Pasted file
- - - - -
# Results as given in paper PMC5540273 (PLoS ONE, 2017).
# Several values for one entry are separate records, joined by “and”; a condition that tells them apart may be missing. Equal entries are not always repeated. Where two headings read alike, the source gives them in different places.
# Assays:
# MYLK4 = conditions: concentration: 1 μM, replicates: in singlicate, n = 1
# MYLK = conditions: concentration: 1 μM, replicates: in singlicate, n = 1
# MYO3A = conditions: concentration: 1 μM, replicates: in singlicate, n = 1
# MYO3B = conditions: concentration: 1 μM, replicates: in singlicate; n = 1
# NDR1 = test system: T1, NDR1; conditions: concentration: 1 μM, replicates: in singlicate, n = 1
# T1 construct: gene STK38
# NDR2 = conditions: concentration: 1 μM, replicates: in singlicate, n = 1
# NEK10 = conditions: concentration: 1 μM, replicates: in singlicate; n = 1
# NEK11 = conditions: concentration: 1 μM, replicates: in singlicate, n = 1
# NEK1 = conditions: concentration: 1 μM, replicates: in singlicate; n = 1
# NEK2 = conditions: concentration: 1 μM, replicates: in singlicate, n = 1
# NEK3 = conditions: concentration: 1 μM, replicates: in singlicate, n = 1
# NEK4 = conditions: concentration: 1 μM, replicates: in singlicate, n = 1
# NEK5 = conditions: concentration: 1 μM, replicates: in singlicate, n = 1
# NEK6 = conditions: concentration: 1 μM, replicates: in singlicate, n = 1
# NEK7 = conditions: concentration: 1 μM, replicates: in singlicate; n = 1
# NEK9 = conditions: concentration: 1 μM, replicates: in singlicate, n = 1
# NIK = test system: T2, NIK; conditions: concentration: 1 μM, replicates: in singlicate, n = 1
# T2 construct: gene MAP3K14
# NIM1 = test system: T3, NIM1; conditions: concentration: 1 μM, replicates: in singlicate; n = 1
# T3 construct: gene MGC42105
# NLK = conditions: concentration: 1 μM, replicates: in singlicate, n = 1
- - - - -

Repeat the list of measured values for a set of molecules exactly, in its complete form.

# Results as given in paper PMC5540273 (PLoS ONE, 2017).
# Several values for one entry are separate records, joined by “and”; a condition that tells them apart may be missing. Equal entries are not always repeated. Where two headings read alike, the source gives them in different places.
# Assays:
# MYLK4 = conditions: concentration: 1 μM, replicates: in singlicate, n = 1
# MYLK = conditions: concentration: 1 μM, replicates: in singlicate, n = 1
# MYO3A = conditions: concentration: 1 μM, replicates: in singlicate, n = 1
# MYO3B = conditions: concentration: 1 μM, replicates: in singlicate; n = 1
# NDR1 = test system: T1, NDR1; conditions: concentration: 1 μM, replicates: in singlicate, n = 1
# T1 construct: gene STK38
# NDR2 = conditions: concentration: 1 μM, replicates: in singlicate, n = 1
# NEK10 = conditions: concentration: 1 μM, replicates: in singlicate; n = 1
# NEK11 = conditions: concentration: 1 μM, replicates: in singlicate, n = 1
# NEK1 = conditions: concentration: 1 μM, replicates: in singlicate; n = 1
# NEK2 = conditions: concentration: 1 μM, replicates: in singlicate, n = 1
# NEK3 = conditions: concentration: 1 μM, replicates: in singlicate, n = 1
# NEK4 = conditions: concentration: 1 μM, replicates: in singlicate, n = 1
# NEK5 = conditions: concentration: 1 μM, replicates: in singlicate, n = 1
# NEK6 = conditions: concentration: 1 μM, replicates: in singlicate, n = 1
# NEK7 = conditions: concentration: 1 μM, replicates: in singlicate; n = 1
# NEK9 = conditions: concentration: 1 μM, replicates: in singlicate, n = 1
# NIK = test system: T2, NIK; conditions: concentration: 1 μM, replicates: in singlicate, n = 1
# T2 construct: gene MAP3K14
# NIM1 = test system: T3, NIM1; conditions: concentration: 1 μM, replicates: in singlicate; n = 1
# T3 construct: gene MGC42105
# NLK = conditions: concentration: 1 μM, replicates: in singlicate, n = 1